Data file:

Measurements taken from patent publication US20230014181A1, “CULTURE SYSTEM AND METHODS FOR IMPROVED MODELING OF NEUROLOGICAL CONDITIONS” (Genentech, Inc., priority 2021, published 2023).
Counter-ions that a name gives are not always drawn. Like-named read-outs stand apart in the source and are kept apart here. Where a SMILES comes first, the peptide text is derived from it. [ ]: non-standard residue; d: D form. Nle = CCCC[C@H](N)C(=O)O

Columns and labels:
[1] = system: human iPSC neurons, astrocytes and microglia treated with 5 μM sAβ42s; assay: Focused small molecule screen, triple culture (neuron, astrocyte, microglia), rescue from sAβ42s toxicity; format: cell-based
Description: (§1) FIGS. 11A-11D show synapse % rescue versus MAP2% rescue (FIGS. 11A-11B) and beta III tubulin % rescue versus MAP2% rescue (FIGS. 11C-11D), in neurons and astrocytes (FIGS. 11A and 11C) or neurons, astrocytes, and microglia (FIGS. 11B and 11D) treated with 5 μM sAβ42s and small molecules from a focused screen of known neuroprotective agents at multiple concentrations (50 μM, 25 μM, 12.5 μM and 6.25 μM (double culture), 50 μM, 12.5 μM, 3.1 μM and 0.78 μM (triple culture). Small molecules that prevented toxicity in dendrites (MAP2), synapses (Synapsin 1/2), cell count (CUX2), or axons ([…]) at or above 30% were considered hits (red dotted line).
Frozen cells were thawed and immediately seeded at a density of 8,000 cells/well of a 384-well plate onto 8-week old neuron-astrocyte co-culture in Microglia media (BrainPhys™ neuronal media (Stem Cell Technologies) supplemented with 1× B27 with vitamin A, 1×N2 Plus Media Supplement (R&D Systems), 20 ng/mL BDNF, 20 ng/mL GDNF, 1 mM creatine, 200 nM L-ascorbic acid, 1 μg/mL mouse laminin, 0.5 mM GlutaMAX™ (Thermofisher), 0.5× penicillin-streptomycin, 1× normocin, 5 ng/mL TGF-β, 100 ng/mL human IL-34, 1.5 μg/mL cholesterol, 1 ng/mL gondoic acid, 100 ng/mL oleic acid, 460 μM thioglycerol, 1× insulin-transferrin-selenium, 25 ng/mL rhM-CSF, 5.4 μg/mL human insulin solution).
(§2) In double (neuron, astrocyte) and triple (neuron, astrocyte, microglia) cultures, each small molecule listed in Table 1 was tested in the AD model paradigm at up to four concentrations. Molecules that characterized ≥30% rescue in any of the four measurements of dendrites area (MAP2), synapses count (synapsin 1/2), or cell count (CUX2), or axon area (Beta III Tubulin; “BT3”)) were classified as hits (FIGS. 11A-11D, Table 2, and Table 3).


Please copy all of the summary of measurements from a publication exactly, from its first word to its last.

Measurements taken from patent publication US20230014181A1, “CULTURE SYSTEM AND METHODS FOR IMPROVED MODELING OF NEUROLOGICAL CONDITIONS” (Genentech, Inc., priority 2021, published 2023).
Counter-ions that a name gives are not always drawn. Like-named read-outs stand apart in the source and are kept apart here. Where a SMILES comes first, the peptide text is derived from it. [ ]: non-standard residue; d: D form. Nle = CCCC[C@H](N)C(=O)O

Columns and labels:
[1] = system: human iPSC neurons, astrocytes and microglia treated with 5 μM sAβ42s; assay: Focused small molecule screen, triple culture (neuron, astrocyte, microglia), rescue from sAβ42s toxicity; format: cell-based
Description: (§1) FIGS. 11A-11D show synapse % rescue versus MAP2% rescue (FIGS. 11A-11B) and beta III tubulin % rescue versus MAP2% rescue (FIGS. 11C-11D), in neurons and astrocytes (FIGS. 11A and 11C) or neurons, astrocytes, and microglia (FIGS. 11B and 11D) treated with 5 μM sAβ42s and small molecules from a focused screen of known neuroprotective agents at multiple concentrations (50 μM, 25 μM, 12.5 μM and 6.25 μM (double culture), 50 μM, 12.5 μM, 3.1 μM and 0.78 μM (triple culture). Small molecules that prevented toxicity in dendrites (MAP2), synapses (Synapsin 1/2), cell count (CUX2), or axons ([…]) at or above 30% were considered hits (red dotted line).
Frozen cells were thawed and immediately seeded at a density of 8,000 cells/well of a 384-well plate onto 8-week old neuron-astrocyte co-culture in Microglia media (BrainPhys™ neuronal media (Stem Cell Technologies) supplemented with 1× B27 with vitamin A, 1×N2 Plus Media Supplement (R&D Systems), 20 ng/mL BDNF, 20 ng/mL GDNF, 1 mM creatine, 200 nM L-ascorbic acid, 1 μg/mL mouse laminin, 0.5 mM GlutaMAX™ (Thermofisher), 0.5× penicillin-streptomycin, 1× normocin, 5 ng/mL TGF-β, 100 ng/mL human IL-34, 1.5 μg/mL cholesterol, 1 ng/mL gondoic acid, 100 ng/mL oleic acid, 460 μM thioglycerol, 1× insulin-transferrin-selenium, 25 ng/mL rhM-CSF, 5.4 μg/mL human insulin solution).
(§2) In double (neuron, astrocyte) and triple (neuron, astrocyte, microglia) cultures, each small molecule listed in Table 1 was tested in the AD model paradigm at up to four concentrations. Molecules that characterized ≥30% rescue in any of the four measurements of dendrites area (MAP2), synapses count (synapsin 1/2), or cell count (CUX2), or axon area (Beta III Tubulin; “BT3”)) were classified as hits (FIGS. 11A-11D, Table 2, and Table 3).